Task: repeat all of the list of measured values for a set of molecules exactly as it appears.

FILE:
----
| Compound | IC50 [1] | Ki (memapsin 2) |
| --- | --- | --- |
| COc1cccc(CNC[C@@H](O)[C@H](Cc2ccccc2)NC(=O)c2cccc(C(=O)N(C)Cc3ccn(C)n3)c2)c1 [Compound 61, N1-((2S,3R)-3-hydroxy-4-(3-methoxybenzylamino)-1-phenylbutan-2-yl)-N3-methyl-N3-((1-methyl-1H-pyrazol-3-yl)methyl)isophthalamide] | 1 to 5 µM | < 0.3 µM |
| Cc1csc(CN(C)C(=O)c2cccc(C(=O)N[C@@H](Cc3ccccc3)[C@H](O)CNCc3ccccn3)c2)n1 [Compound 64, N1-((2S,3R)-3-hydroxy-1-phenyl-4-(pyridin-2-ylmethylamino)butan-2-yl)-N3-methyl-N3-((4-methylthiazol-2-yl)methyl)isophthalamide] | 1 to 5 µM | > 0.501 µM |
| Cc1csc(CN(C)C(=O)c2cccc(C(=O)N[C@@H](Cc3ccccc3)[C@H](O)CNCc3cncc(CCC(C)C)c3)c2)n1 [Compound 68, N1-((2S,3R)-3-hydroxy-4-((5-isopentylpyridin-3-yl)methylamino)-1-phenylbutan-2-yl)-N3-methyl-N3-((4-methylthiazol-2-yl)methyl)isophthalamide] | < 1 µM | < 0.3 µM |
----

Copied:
| Compound | IC50 [1] | Ki (memapsin 2) |
| --- | --- | --- |
| COc1cccc(CNC[C@@H](O)[C@H](Cc2ccccc2)NC(=O)c2cccc(C(=O)N(C)Cc3ccn(C)n3)c2)c1 [Compound 61, N1-((2S,3R)-3-hydroxy-4-(3-methoxybenzylamino)-1-phenylbutan-2-yl)-N3-methyl-N3-((1-methyl-1H-pyrazol-3-yl)methyl)isophthalamide] | 1 to 5 µM | < 0.3 µM |
| Cc1csc(CN(C)C(=O)c2cccc(C(=O)N[C@@H](Cc3ccccc3)[C@H](O)CNCc3ccccn3)c2)n1 [Compound 64, N1-((2S,3R)-3-hydroxy-1-phenyl-4-(pyridin-2-ylmethylamino)butan-2-yl)-N3-methyl-N3-((4-methylthiazol-2-yl)methyl)isophthalamide] | 1 to 5 µM | > 0.501 µM |
| Cc1csc(CN(C)C(=O)c2cccc(C(=O)N[C@@H](Cc3ccccc3)[C@H](O)CNCc3cncc(CCC(C)C)c3)c2)n1 [Compound 68, N1-((2S,3R)-3-hydroxy-4-((5-isopentylpyridin-3-yl)methylamino)-1-phenylbutan-2-yl)-N3-methyl-N3-((4-methylthiazol-2-yl)methyl)isophthalamide] | < 1 µM | < 0.3 µM |